Starting at Droga5 in 2011 as an Art Director, Alexander Nowak worked his way through the agency, leading creative, boundary-pushing artistic campaigns. Here are some creative sources for his inspiration. 

Alexander Nowak: “Seeing comes before words” is a lovely quote by author John Berger. He continues, “The child looks and recognizes before it can speak. But there is also another sense in which seeing comes before words. It is seeing which establishes our place in the surrounding world; we explain that world with words, but words can never undo the fact that we are surrounded by it. The relation between what we see and what we know is never settled.” I like how Berger is talking about the relationship between senses and words. 

It’s a beautiful manifestation of how the world has been and forever will be received. This said, to look is an act of choice. Furthermore, we never look at just one thing—we’re always looking at the relation between things and ourselves. 

“Seeing comes before words.”

Our vision is always active, continually moving. The proverb “a picture is worth a thousand words” says it all: a picture tells a story just as well as, if not better than, a lot of written words. I believe we all have been there, trying to describe a picture or a scene in a film you have in mind to create to our partner, parent, friend, boss or client. 

Not easy, I know—tell me about it. The power of a photograph, a painting, a sculpture or a building can be overwhelming, a picture you can’t get out of your head—something that becomes meaningful to you. As you can imagine, it’s tough to single out artists who triggered something special in you, but here are four people who always leave me speechless.

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Georgia O’Keeffe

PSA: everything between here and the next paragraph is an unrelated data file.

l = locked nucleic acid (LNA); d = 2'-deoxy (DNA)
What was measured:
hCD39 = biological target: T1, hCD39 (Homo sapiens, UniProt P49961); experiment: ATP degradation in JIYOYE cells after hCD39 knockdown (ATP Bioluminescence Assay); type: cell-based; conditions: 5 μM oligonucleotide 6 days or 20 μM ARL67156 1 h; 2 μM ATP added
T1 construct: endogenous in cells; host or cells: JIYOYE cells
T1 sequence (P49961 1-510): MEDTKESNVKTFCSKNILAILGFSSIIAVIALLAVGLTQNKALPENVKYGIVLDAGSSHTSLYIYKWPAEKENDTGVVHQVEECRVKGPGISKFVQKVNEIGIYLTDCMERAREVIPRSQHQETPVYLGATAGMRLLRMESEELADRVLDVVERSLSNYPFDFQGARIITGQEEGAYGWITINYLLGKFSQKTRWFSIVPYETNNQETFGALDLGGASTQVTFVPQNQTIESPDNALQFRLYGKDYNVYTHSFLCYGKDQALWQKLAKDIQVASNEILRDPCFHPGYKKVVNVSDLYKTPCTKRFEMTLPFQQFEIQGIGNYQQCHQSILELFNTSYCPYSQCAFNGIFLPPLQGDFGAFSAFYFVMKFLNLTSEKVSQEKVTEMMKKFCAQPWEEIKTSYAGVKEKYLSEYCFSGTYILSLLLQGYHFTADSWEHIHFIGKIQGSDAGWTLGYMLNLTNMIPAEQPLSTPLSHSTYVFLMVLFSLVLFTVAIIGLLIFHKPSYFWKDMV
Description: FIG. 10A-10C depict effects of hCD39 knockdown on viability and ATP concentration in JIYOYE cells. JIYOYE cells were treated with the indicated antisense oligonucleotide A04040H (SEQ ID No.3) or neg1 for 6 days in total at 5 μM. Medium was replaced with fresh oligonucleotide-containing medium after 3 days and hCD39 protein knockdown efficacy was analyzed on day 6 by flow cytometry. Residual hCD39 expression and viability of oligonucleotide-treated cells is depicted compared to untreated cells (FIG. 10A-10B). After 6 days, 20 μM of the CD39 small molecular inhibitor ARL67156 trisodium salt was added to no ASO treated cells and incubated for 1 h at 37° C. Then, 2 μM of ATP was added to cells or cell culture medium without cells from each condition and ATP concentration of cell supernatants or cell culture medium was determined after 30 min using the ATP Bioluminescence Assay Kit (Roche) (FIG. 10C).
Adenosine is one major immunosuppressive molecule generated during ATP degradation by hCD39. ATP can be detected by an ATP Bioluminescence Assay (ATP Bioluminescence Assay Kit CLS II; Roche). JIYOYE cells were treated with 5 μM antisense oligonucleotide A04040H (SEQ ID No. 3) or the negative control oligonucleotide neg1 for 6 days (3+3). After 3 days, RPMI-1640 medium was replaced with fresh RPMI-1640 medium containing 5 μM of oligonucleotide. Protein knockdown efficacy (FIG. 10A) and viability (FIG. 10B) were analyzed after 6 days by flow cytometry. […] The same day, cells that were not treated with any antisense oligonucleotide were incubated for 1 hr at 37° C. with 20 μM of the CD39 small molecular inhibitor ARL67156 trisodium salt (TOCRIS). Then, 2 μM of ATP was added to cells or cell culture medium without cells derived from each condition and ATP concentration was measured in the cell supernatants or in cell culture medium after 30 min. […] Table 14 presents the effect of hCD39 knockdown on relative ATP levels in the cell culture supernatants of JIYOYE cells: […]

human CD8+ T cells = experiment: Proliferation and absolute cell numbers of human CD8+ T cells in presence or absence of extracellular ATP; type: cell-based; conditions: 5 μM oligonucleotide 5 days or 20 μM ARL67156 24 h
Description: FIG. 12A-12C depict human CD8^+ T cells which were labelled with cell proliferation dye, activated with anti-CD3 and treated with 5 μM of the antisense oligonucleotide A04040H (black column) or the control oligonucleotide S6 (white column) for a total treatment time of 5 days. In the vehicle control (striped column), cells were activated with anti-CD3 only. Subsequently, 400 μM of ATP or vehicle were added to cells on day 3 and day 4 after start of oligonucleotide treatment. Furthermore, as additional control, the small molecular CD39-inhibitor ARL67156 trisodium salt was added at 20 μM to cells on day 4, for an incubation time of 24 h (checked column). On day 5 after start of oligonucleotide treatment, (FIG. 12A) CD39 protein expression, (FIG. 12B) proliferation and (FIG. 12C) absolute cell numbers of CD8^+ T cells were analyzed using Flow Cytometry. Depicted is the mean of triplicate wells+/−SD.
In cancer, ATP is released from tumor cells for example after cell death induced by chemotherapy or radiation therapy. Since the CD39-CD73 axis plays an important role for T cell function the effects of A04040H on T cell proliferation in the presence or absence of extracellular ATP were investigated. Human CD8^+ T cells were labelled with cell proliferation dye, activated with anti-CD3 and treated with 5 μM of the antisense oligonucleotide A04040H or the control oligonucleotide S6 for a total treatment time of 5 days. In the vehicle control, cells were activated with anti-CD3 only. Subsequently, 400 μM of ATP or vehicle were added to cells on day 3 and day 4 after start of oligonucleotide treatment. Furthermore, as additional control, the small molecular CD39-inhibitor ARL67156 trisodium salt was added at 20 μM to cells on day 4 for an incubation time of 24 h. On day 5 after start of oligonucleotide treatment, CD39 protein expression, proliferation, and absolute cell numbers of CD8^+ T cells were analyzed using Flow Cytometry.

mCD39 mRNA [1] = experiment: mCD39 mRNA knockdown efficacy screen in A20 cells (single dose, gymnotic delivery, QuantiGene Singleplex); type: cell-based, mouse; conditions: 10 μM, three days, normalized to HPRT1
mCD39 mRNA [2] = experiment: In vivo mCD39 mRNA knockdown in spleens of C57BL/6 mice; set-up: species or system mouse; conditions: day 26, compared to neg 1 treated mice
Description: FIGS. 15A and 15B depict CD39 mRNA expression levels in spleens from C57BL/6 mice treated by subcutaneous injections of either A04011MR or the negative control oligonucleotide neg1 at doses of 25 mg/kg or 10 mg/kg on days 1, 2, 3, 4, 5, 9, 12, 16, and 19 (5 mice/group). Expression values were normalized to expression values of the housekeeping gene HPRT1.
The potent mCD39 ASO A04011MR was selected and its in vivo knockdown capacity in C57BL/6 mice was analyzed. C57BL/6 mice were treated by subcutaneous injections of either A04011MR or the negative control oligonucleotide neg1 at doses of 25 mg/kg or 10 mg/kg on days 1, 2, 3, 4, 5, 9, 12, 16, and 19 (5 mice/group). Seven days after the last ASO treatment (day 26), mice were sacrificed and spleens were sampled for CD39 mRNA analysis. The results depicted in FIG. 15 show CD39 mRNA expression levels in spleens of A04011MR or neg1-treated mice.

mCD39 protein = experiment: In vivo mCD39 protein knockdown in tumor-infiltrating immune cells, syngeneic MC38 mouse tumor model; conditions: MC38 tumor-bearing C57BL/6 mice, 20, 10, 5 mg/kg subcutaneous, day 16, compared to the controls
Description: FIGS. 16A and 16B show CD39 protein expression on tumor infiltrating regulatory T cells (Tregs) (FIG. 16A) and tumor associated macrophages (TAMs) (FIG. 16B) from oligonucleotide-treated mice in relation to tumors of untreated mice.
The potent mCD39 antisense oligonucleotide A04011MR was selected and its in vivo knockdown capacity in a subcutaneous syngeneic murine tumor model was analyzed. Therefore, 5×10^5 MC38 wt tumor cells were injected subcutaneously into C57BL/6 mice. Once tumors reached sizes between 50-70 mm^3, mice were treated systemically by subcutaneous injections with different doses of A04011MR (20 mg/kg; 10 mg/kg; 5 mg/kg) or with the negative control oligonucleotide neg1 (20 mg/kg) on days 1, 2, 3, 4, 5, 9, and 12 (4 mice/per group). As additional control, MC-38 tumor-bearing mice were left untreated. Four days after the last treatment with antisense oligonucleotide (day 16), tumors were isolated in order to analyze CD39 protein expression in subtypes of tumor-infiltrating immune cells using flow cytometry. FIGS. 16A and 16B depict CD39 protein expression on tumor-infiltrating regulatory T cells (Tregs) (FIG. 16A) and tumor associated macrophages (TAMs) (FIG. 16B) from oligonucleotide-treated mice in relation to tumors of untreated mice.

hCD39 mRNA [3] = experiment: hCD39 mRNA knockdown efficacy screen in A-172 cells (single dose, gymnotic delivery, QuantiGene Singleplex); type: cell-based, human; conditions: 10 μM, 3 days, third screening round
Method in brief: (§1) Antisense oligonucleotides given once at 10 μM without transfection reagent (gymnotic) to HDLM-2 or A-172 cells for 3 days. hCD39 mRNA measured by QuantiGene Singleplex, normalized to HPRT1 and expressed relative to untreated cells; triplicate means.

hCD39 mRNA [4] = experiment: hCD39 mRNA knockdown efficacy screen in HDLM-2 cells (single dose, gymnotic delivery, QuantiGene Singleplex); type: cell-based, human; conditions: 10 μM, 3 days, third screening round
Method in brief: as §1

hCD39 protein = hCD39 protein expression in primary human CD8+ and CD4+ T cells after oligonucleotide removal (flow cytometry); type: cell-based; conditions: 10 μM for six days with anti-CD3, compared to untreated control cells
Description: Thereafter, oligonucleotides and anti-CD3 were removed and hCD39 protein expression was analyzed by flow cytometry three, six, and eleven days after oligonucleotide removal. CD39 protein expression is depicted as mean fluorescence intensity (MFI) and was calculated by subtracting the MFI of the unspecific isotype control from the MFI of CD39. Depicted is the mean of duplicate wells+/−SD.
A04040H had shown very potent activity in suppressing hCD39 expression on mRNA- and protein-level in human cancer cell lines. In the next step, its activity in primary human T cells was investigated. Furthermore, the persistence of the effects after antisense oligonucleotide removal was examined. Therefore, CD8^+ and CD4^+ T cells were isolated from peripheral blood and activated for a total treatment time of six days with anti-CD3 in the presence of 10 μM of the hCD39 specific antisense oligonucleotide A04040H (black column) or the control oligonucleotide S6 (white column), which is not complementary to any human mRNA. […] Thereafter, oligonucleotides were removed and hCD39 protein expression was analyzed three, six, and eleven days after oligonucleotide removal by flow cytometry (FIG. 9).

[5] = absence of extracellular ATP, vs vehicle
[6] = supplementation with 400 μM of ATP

One of the first female painters to achieve worldwide acclaim from critics and the general public, Georgia O’Keeffe is one of the most significant and intriguing artists of the twentieth century. I’m fascinated by her way of seeing, the way she used perspectives and how sensitive yet bold her work is. I particularly love her distinct, iconic flowers, an original contribution to American modernism. 

"I will make even busy New Yorkers take time to see what I see of flowers."

She once said, "If I could paint the flower exactly as I see it, no one would see what I see because I would paint it small like the flower is small. So I said to myself, ‘I'll paint what I see—what the flower is to me—but I'll paint it big, and they will be surprised into taking time to look at it. I will make even busy New Yorkers take time to see what I see of flowers.’" Just think about the number of painted flowers you have seen hanging in museums, printed in magazines or in social posts—to make an impact and profound impression with drawing universal flowers is just brilliant. 

In her later years, O'Keeffe suffered from macular degeneration and began to lose her eyesight. As a result of her failing vision, she painted her last unassisted oil painting in 1972; however, her urge to create didn't falter. With the help of assistants, she continued to make art, and at 90 years old, she said, “I can see what I want to paint. The thing that makes you want to create is still there." She was such a creative force—it makes me want to leave my desk and draw some flowers right now. 

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Noah Davis

Noah Davis (1983–2015) was a gifted painter with a finger on the pulse of his generation and a scrappy organizer who turned three derelict storefronts into a Los Angeles cultural phenomenon. David Zwirner's gallery recently presented work by Davis, which was organized by Helen Molesworth. The exhibition provided an overview of his brief but expansive career. It’s been a very long time since I was so in awe; every single piece is a masterpiece—no words can describe that feeling of looking at his paintings. 

"If I’m making any statement, it’s to just show black people in normal scenarios, where drugs and guns are nothing to do with it.”